Burger King's Impossible Whopper veggie burger is being rolled out nationwide

Is the impossible now possible?

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/ Source: TODAY
By Aly Walansky

Plant-based burgers have become increasingly popular in recent years as more people enjoy meatless Mondays or go fully vegan and vegetarian.

Now, one of the country's largest fast-food chains is jumping on the meatless patty wagon and will offering up a vegetarian burger at restaurant locations nationwide.

Starting August 8, Burger King will be serving its Impossible Whopper to customers from coast-to-coast.

Burger King began testing the meatless version of its famous Whopper in St. Louis, Missouri locations back in April. It was then rolled out to other test cities including San Francisco, Las Vegas, Miami, Baltimore and Columbus, Georgia.

“We are really excited to be able to offer our new Impossible Whopper to our guests across the country at an unbeatable value for a limited time,” Chris Finazzo, president of Burger King North America, said in a statement. “Since we first launched our market tests in St. Louis in April, and later in six other markets across the country, we’ve heard great feedback and know the Impossible Whopper appeals to both current guests who are already big fans of the Whopper sandwich, as well as new guests who are excited about this new option."

The flame-grilled patty is served with all of the usual Whopper fixings like sliced tomatoes, onions, lettuce, ketchup and pickles. Since the sandwich uses an egg-based mayonnaise it's not vegan.

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The patty itself is made from Impossible Foods' signature burger blend which includes soy protein, potato protein, coconut oil, sunflower oil, salt, yeast and a variety of emulsifying agents. The key, not-so-secret ingredient is heme, an iron-rich molecule that gives Impossible burgers a meaty taste.

But how does it really taste?

On Friday, the TODAY anchors gave the new burger a try and were all happily surprised.

"I love a good Whopper," said Sunday TODAY anchor Willie Geist, "and this tastes very similar."

"This is delightful!" Sheinelle Jones exclaimed.

While the anchors could tell that the patty wasn't exactly beef, they enjoyed the "flame-grilled" taste and texture. Savannah Guthrie did ask the question on many people's mind as they contemplate meatless options: Is it actually better for you? The answer is a little complicated.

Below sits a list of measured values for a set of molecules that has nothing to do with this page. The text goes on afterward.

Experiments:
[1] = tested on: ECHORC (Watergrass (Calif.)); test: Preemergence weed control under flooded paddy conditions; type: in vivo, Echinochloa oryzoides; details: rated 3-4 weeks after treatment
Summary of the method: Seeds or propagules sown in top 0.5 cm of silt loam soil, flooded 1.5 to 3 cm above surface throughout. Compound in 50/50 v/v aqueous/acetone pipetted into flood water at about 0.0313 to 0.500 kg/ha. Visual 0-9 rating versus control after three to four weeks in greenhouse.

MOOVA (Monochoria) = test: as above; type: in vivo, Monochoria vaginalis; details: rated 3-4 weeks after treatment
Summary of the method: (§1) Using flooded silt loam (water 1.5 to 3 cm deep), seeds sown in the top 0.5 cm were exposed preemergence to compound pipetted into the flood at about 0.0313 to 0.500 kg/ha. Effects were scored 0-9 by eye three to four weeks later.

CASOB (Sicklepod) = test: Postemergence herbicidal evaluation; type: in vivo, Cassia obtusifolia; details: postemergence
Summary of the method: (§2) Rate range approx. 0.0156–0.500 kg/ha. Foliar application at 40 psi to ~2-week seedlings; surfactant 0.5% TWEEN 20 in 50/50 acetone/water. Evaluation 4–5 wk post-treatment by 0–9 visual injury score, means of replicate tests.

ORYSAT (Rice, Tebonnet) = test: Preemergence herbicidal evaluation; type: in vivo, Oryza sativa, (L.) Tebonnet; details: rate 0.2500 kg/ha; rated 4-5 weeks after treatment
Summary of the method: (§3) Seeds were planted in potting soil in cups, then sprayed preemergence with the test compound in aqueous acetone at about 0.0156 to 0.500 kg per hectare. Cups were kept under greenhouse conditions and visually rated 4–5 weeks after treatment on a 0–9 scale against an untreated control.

A traditional Whopper has 660 calories, 40 grams of fat (12 of which are saturated) and 28 grams of protein. The Impossible Whopper clocks in at 630 calories, 34 grams of fat (11 saturated) and 25 grams of protein, so it's pretty similar from a macro nutritional standpoint. However, the Impossible Whopper has 58 grams of carbs to the traditional Whopper's 49. It also has more sodium. Still, if you're avoiding meat for ethical or environmental reasons, it's nice to have a choice.

If you really, really want to try the new Impossible Whopper but don't want to leave your house, DoorDash is going to make it easier for you in the next few weeks.

Burger King will be partnering with the the third-party meal delivery service from August 8 to September 1. Just use the code IMPOSSIBLE at checkout to enjoy one Impossible Whopper, plus one original Whopper burger for just $7.

While this might not be an ideal deal for two vegetarian diners, it could be a fun experiment for the carnivores out there to see if they can really taste the difference. (You probably can, but it's still tasty.)

Most people are pretty stoked that McDonald's biggest competitor will now be offering something the golden arches doesn't have.

Burger King told TODAY that its Impossible Whopper will only be available for a limited-edition run, but would not specify an exact timeline.

"We’ll see how our guests respond. If our guests tell us they want more of the Impossible Whopper, we’ll take this into consideration," a representative for the chain said via email.

While available, the Impossible Whopper will sell for $5.59. A regular, meaty Whopper costs about $4.50.